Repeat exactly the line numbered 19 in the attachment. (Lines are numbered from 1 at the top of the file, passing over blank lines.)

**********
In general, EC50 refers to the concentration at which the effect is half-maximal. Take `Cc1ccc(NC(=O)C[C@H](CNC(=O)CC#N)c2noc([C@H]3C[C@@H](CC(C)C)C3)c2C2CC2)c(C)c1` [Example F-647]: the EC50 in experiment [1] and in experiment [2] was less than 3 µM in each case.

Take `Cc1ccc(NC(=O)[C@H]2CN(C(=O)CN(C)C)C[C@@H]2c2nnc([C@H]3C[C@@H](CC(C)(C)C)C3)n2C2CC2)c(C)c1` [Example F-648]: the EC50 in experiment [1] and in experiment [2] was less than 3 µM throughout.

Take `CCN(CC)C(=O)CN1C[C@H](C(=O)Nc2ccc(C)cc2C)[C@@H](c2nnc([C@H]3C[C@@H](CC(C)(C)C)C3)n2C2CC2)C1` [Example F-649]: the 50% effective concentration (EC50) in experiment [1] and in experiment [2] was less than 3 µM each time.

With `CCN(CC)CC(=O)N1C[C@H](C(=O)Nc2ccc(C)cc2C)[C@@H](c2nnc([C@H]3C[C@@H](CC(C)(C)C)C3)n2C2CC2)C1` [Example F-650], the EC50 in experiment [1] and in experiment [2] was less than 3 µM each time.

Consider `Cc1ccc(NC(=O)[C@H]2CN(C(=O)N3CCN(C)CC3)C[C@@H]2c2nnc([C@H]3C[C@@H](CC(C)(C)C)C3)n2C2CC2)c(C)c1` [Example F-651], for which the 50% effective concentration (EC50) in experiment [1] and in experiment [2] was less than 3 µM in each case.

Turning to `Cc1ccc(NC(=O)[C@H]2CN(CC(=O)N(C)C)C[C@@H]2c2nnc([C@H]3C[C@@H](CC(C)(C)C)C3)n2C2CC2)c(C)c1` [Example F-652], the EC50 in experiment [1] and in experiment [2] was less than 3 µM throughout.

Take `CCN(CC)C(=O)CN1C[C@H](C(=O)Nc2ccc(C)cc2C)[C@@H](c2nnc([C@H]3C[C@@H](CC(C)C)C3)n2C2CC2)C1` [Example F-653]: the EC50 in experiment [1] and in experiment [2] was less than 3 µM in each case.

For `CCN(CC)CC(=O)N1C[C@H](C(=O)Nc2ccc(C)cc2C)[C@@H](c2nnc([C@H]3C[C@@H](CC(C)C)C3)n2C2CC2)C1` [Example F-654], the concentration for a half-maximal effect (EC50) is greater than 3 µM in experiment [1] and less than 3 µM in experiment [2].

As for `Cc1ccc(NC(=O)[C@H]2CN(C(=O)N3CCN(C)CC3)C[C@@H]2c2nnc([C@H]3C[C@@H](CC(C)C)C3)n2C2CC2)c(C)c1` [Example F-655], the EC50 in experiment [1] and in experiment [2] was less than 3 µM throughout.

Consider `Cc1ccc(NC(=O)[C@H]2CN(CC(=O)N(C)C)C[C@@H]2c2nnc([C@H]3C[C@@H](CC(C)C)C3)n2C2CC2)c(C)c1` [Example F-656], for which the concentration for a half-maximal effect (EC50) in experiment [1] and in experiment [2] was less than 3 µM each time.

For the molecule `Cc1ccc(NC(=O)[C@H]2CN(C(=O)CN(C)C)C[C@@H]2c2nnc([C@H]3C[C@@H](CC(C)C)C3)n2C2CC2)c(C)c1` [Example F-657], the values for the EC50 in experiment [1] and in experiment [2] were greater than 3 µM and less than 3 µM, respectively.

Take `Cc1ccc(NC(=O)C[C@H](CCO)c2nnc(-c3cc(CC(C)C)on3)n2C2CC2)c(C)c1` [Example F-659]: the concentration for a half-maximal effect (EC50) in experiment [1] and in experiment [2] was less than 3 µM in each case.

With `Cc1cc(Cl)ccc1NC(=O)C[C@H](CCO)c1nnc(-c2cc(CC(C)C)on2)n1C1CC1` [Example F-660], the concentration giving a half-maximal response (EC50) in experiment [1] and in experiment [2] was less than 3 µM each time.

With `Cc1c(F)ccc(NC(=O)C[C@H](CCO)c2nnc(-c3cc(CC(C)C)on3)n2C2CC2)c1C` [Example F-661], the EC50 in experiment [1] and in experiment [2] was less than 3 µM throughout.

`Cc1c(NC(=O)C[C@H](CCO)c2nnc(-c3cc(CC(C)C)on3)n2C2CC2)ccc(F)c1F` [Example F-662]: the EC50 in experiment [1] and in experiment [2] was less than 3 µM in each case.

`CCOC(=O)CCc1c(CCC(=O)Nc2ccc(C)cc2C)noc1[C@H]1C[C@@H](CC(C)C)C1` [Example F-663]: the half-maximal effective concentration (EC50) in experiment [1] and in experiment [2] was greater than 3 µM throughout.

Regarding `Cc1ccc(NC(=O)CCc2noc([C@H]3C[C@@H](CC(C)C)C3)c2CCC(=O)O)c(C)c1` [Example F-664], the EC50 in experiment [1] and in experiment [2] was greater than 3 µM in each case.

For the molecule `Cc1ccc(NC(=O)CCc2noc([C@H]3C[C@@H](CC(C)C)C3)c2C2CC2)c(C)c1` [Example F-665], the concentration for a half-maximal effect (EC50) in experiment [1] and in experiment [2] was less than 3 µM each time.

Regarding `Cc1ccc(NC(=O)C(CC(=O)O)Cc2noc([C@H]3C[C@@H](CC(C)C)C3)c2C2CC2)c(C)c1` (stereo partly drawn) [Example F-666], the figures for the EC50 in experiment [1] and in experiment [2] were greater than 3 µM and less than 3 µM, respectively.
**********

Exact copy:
Regarding `Cc1ccc(NC(=O)C(CC(=O)O)Cc2noc([C@H]3C[C@@H](CC(C)C)C3)c2C2CC2)c(C)c1` (stereo partly drawn) [Example F-666], the figures for the EC50 in experiment [1] and in experiment [2] were greater than 3 µM and less than 3 µM, respectively.